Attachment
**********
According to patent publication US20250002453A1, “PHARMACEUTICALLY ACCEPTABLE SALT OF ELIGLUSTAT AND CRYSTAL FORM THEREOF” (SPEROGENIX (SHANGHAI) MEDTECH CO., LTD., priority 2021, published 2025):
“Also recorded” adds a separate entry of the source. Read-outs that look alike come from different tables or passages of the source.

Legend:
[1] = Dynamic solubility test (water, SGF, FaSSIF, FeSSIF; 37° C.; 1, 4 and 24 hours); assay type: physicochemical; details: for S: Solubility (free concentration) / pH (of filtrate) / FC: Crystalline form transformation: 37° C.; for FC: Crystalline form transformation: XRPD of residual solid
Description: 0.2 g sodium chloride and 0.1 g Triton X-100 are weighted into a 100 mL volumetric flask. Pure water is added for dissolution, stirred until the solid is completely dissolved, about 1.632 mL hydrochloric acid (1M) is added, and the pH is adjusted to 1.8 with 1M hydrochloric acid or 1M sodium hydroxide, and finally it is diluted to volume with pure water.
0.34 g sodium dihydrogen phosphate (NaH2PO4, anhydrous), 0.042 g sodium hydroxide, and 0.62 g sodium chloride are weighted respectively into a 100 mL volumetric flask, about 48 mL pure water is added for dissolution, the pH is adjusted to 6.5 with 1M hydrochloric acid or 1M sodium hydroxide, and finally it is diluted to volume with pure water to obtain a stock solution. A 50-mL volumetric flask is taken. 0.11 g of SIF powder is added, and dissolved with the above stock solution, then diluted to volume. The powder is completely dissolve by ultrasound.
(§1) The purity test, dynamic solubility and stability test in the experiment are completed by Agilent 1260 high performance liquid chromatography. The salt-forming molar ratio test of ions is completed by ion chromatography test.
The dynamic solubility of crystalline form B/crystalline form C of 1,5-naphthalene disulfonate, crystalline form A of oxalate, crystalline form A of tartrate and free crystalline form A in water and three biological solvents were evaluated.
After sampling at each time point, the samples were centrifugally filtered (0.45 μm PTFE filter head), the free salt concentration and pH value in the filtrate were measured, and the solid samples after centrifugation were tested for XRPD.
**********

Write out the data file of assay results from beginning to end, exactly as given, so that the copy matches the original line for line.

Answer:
According to patent publication US20250002453A1, “PHARMACEUTICALLY ACCEPTABLE SALT OF ELIGLUSTAT AND CRYSTAL FORM THEREOF” (SPEROGENIX (SHANGHAI) MEDTECH CO., LTD., priority 2021, published 2025):
“Also recorded” adds a separate entry of the source. Read-outs that look alike come from different tables or passages of the source.

Legend:
[1] = Dynamic solubility test (water, SGF, FaSSIF, FeSSIF; 37° C.; 1, 4 and 24 hours); assay type: physicochemical; details: for S: Solubility (free concentration) / pH (of filtrate) / FC: Crystalline form transformation: 37° C.; for FC: Crystalline form transformation: XRPD of residual solid
Description: 0.2 g sodium chloride and 0.1 g Triton X-100 are weighted into a 100 mL volumetric flask. Pure water is added for dissolution, stirred until the solid is completely dissolved, about 1.632 mL hydrochloric acid (1M) is added, and the pH is adjusted to 1.8 with 1M hydrochloric acid or 1M sodium hydroxide, and finally it is diluted to volume with pure water.
0.34 g sodium dihydrogen phosphate (NaH2PO4, anhydrous), 0.042 g sodium hydroxide, and 0.62 g sodium chloride are weighted respectively into a 100 mL volumetric flask, about 48 mL pure water is added for dissolution, the pH is adjusted to 6.5 with 1M hydrochloric acid or 1M sodium hydroxide, and finally it is diluted to volume with pure water to obtain a stock solution. A 50-mL volumetric flask is taken. 0.11 g of SIF powder is added, and dissolved with the above stock solution, then diluted to volume. The powder is completely dissolve by ultrasound.
(§1) The purity test, dynamic solubility and stability test in the experiment are completed by Agilent 1260 high performance liquid chromatography. The salt-forming molar ratio test of ions is completed by ion chromatography test.
The dynamic solubility of crystalline form B/crystalline form C of 1,5-naphthalene disulfonate, crystalline form A of oxalate, crystalline form A of tartrate and free crystalline form A in water and three biological solvents were evaluated.
After sampling at each time point, the samples were centrifugally filtered (0.45 μm PTFE filter head), the free salt concentration and pH value in the filtrate were measured, and the solid samples after centrifugation were tested for XRPD.